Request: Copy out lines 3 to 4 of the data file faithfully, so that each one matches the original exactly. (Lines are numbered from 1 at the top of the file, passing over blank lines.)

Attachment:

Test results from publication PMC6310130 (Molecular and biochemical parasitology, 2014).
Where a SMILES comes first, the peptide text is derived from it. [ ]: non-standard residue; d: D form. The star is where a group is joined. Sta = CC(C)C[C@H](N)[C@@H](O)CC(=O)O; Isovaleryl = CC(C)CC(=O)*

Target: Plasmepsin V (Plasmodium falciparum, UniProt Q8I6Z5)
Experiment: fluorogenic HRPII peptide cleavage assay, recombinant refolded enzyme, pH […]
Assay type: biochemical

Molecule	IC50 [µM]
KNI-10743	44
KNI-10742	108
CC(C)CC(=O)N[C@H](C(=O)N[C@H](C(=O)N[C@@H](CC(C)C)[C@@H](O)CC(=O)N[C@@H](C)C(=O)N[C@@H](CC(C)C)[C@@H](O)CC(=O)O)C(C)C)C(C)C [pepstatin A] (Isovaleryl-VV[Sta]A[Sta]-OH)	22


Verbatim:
Target: Plasmepsin V (Plasmodium falciparum, UniProt Q8I6Z5)
Experiment: fluorogenic HRPII peptide cleavage assay, recombinant refolded enzyme, pH […]